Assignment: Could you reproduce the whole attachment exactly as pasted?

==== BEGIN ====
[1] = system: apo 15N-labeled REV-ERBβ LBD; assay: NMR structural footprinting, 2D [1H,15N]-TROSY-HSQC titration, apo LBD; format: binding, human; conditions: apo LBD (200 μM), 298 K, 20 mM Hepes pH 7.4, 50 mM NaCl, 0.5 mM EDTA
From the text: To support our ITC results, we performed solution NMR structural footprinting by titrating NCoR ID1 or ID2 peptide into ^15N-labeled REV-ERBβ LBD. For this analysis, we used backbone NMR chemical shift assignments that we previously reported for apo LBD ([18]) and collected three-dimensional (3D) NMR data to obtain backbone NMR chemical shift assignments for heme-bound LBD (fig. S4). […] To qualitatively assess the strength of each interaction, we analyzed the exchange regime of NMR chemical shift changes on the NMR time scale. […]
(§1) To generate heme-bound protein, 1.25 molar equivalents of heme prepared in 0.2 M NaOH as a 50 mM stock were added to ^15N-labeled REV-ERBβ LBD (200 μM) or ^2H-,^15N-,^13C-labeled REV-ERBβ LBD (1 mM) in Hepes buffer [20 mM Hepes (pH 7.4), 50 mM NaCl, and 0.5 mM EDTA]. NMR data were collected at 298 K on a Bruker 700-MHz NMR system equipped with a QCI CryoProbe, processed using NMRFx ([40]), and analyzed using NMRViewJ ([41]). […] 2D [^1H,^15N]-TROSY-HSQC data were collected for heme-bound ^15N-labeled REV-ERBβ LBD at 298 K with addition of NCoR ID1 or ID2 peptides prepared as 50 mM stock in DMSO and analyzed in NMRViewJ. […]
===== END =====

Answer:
[1] = system: apo 15N-labeled REV-ERBβ LBD; assay: NMR structural footprinting, 2D [1H,15N]-TROSY-HSQC titration, apo LBD; format: binding, human; conditions: apo LBD (200 μM), 298 K, 20 mM Hepes pH 7.4, 50 mM NaCl, 0.5 mM EDTA
From the text: To support our ITC results, we performed solution NMR structural footprinting by titrating NCoR ID1 or ID2 peptide into ^15N-labeled REV-ERBβ LBD. For this analysis, we used backbone NMR chemical shift assignments that we previously reported for apo LBD ([18]) and collected three-dimensional (3D) NMR data to obtain backbone NMR chemical shift assignments for heme-bound LBD (fig. S4). […] To qualitatively assess the strength of each interaction, we analyzed the exchange regime of NMR chemical shift changes on the NMR time scale. […]
(§1) To generate heme-bound protein, 1.25 molar equivalents of heme prepared in 0.2 M NaOH as a 50 mM stock were added to ^15N-labeled REV-ERBβ LBD (200 μM) or ^2H-,^15N-,^13C-labeled REV-ERBβ LBD (1 mM) in Hepes buffer [20 mM Hepes (pH 7.4), 50 mM NaCl, and 0.5 mM EDTA]. NMR data were collected at 298 K on a Bruker 700-MHz NMR system equipped with a QCI CryoProbe, processed using NMRFx ([40]), and analyzed using NMRViewJ ([41]). […] 2D [^1H,^15N]-TROSY-HSQC data were collected for heme-bound ^15N-labeled REV-ERBβ LBD at 298 K with addition of NCoR ID1 or ID2 peptides prepared as 50 mM stock in DMSO and analyzed in NMRViewJ. […]